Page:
Complete Book Of Shooting by Jack O'Connor (1965) covers all the fundamentals and fine points on positions, sight pictures, trajectory, shot placement and safety, plus recoil effect, light, mirage and wind, changing point of impact, truly expert shooting and women shooters.
The Hunting Rifle by Jack O'Connor (1970) contains solid, experienced advice on the advantages and limitations of different rifle actions and hunting cartridges. Explains techniques for accurate shooting and properly placed, game-killing shots. Clarifies aspects of varmint hunting. Well-suited for both beginners and seasoned hunters.
Sheep And Sheep Hunting: The Definitive Book On The Wild Sheep by Jack O'Connor (1974) delves deeply into such practical concerns as the proper rifle, clothing and equipment, trophy judgement - in fact, all aspects of the art of sheep hunting.
Game In The Desert Revisited by Jack O'Connor (1939). Mule deer, whitetails, desert big horn sheep, elk, bobwhite, quail, havelina, turkeys, cougar, doves are hunted and discussed as only Jack could tell it.
Rifle And Shotgun Shooting Basics by Jack O'Connor (1970) is the condensed version from Jack O'Connor's classic book 'Complete Book of Shooting'.
The Best Of Jack O'Connor by Jack O'Connor (1977) is a selection of articles by Jack O'Connor that were published in Outdoor Life Magazine and other publications. He was one of America's premier sporting writers.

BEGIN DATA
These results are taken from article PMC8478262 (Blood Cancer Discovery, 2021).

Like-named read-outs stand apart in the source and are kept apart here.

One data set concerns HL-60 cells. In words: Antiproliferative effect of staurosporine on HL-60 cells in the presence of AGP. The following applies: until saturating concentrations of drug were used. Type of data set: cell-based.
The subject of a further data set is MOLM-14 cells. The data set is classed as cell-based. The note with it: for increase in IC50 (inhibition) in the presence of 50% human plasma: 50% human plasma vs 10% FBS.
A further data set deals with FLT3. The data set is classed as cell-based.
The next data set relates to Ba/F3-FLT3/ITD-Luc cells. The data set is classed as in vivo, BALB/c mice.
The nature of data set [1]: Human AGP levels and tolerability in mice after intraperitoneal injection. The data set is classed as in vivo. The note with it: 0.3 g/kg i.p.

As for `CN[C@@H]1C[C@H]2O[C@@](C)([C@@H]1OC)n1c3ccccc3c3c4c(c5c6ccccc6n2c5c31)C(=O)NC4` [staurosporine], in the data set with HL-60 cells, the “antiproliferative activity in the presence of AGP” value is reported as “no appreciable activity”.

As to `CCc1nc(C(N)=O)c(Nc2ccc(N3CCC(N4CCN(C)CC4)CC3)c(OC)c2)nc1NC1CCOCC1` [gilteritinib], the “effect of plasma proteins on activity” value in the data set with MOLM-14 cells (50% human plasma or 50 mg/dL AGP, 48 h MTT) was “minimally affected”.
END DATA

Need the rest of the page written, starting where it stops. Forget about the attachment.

The Big Game Rifle by Jack O'Connor (1952) covers every existing species of big game and every available rifle used in its quest - factory rifles and custom-built rifles; rifles for forest game and for mountain game; rifles for soft-skinned and thick-skinned animals; cartridges in every known category; every kind of big-game ammunition, sight, sling, and scabbard. All are lucidly described and clearly illustrated in this informative volume. In addition there are unforgettable anecdotes of action wherever big game is found and a gallery of illustrations that makes this the definitive book in its field.
Jack O'Connor's Gun Book by Jack O'Connor (1992) is in two parts. Book One - Jack O'Connor's Gun Book. Book Two - Handbook for Hunters. Covers handguns, shotguns, ammunition, sights, game decoys and hunting dogs.
Lost Classics Of Jack O'Connor: Forty Exciting Stories From The Pages Of Outdoor Life by Jack O'Connor and edited by Jim Casada (2004) contain 40 stories from the pages of Outdoor Life, most, if not all, have never been published in book form before. Included is perhaps the only fishing story Jack ever wrote - fly fishing for trout in the Grand Canyon.
Horse And Buggy West: A Boyhood On The Last Frontier by Jack O'Connor (1969) is the autobiography of O'Connor growing up in Arizona just after the turn of the century.